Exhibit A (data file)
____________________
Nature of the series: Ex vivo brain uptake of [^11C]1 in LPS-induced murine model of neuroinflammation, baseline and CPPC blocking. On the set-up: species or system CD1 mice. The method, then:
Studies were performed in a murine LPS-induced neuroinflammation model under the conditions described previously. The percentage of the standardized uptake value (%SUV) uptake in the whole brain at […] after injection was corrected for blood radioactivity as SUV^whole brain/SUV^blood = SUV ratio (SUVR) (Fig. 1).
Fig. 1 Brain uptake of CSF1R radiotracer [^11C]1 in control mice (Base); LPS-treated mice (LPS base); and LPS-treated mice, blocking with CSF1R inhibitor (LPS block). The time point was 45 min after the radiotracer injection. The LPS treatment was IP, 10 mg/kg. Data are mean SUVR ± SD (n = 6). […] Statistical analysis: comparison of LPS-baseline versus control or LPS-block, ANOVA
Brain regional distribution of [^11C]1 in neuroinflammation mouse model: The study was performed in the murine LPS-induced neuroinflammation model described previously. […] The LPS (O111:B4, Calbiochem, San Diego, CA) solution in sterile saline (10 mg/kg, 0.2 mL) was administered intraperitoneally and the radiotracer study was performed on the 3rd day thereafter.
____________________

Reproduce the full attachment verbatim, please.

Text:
Nature of the series: Ex vivo brain uptake of [^11C]1 in LPS-induced murine model of neuroinflammation, baseline and CPPC blocking. On the set-up: species or system CD1 mice. The method, then:
Studies were performed in a murine LPS-induced neuroinflammation model under the conditions described previously. The percentage of the standardized uptake value (%SUV) uptake in the whole brain at […] after injection was corrected for blood radioactivity as SUV^whole brain/SUV^blood = SUV ratio (SUVR) (Fig. 1).
Fig. 1 Brain uptake of CSF1R radiotracer [^11C]1 in control mice (Base); LPS-treated mice (LPS base); and LPS-treated mice, blocking with CSF1R inhibitor (LPS block). The time point was 45 min after the radiotracer injection. The LPS treatment was IP, 10 mg/kg. Data are mean SUVR ± SD (n = 6). […] Statistical analysis: comparison of LPS-baseline versus control or LPS-block, ANOVA
Brain regional distribution of [^11C]1 in neuroinflammation mouse model: The study was performed in the murine LPS-induced neuroinflammation model described previously. […] The LPS (O111:B4, Calbiochem, San Diego, CA) solution in sterile saline (10 mg/kg, 0.2 mL) was administered intraperitoneally and the radiotracer study was performed on the 3rd day thereafter.